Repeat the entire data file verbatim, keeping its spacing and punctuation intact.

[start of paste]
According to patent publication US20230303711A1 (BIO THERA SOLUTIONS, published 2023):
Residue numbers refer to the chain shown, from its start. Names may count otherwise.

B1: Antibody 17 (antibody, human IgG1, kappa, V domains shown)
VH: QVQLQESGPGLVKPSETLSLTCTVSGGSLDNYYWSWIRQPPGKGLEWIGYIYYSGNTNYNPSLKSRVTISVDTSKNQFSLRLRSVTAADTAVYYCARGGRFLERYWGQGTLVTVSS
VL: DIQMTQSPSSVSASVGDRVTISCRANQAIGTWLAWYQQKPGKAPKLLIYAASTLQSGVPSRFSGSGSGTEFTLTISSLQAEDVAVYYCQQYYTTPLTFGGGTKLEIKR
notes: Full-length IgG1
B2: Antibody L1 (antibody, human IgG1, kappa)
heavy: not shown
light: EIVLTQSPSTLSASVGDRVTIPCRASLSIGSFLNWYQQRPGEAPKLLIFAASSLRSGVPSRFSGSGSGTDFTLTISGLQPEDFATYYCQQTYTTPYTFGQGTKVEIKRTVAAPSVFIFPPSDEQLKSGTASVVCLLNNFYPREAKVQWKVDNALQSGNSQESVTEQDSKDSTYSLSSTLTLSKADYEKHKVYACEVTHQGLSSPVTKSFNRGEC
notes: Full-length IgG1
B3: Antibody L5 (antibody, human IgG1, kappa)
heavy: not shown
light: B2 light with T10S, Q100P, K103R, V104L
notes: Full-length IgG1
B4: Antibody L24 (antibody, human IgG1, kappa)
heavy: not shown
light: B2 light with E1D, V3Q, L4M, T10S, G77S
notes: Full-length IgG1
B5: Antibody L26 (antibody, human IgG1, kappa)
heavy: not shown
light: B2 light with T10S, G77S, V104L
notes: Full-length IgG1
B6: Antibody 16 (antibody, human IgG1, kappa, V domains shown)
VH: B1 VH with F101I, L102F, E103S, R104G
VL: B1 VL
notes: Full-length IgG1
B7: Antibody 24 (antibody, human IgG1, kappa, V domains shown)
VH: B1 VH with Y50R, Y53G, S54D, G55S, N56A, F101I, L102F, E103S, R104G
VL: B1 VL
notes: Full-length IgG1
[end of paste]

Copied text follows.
According to patent publication US20230303711A1 (BIO THERA SOLUTIONS, published 2023):
Residue numbers refer to the chain shown, from its start. Names may count otherwise.

B1: Antibody 17 (antibody, human IgG1, kappa, V domains shown)
VH: QVQLQESGPGLVKPSETLSLTCTVSGGSLDNYYWSWIRQPPGKGLEWIGYIYYSGNTNYNPSLKSRVTISVDTSKNQFSLRLRSVTAADTAVYYCARGGRFLERYWGQGTLVTVSS
VL: DIQMTQSPSSVSASVGDRVTISCRANQAIGTWLAWYQQKPGKAPKLLIYAASTLQSGVPSRFSGSGSGTEFTLTISSLQAEDVAVYYCQQYYTTPLTFGGGTKLEIKR
notes: Full-length IgG1
B2: Antibody L1 (antibody, human IgG1, kappa)
heavy: not shown
light: EIVLTQSPSTLSASVGDRVTIPCRASLSIGSFLNWYQQRPGEAPKLLIFAASSLRSGVPSRFSGSGSGTDFTLTISGLQPEDFATYYCQQTYTTPYTFGQGTKVEIKRTVAAPSVFIFPPSDEQLKSGTASVVCLLNNFYPREAKVQWKVDNALQSGNSQESVTEQDSKDSTYSLSSTLTLSKADYEKHKVYACEVTHQGLSSPVTKSFNRGEC
notes: Full-length IgG1
B3: Antibody L5 (antibody, human IgG1, kappa)
heavy: not shown
light: B2 light with T10S, Q100P, K103R, V104L
notes: Full-length IgG1
B4: Antibody L24 (antibody, human IgG1, kappa)
heavy: not shown
light: B2 light with E1D, V3Q, L4M, T10S, G77S
notes: Full-length IgG1
B5: Antibody L26 (antibody, human IgG1, kappa)
heavy: not shown
light: B2 light with T10S, G77S, V104L
notes: Full-length IgG1
B6: Antibody 16 (antibody, human IgG1, kappa, V domains shown)
VH: B1 VH with F101I, L102F, E103S, R104G
VL: B1 VL
notes: Full-length IgG1
B7: Antibody 24 (antibody, human IgG1, kappa, V domains shown)
VH: B1 VH with Y50R, Y53G, S54D, G55S, N56A, F101I, L102F, E103S, R104G
VL: B1 VL
notes: Full-length IgG1